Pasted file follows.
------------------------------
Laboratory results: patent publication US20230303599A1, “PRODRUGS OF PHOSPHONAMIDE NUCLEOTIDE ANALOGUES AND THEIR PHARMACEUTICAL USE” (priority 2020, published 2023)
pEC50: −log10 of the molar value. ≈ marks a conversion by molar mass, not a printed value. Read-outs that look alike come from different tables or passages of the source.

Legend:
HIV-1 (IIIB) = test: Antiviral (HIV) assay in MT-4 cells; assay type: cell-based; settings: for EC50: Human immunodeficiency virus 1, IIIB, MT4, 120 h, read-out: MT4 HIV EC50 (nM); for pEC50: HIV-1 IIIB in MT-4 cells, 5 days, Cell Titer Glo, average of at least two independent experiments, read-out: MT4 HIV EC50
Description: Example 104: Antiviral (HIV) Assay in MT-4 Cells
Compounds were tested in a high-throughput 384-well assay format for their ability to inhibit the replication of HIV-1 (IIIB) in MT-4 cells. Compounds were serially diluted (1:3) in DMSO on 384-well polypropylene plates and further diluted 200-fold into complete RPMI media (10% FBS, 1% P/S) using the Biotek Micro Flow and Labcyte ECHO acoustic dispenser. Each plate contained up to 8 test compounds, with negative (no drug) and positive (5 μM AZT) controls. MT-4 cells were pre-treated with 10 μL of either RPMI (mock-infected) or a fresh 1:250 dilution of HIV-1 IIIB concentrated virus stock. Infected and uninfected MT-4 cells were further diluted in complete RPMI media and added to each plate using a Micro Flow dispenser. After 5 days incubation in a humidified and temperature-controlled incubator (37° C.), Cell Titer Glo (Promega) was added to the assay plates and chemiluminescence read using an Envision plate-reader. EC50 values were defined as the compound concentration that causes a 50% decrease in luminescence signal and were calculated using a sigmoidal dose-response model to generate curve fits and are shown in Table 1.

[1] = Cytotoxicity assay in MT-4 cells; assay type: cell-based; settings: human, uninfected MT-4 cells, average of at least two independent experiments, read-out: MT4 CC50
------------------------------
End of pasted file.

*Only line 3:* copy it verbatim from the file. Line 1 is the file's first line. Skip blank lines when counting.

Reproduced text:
Legend: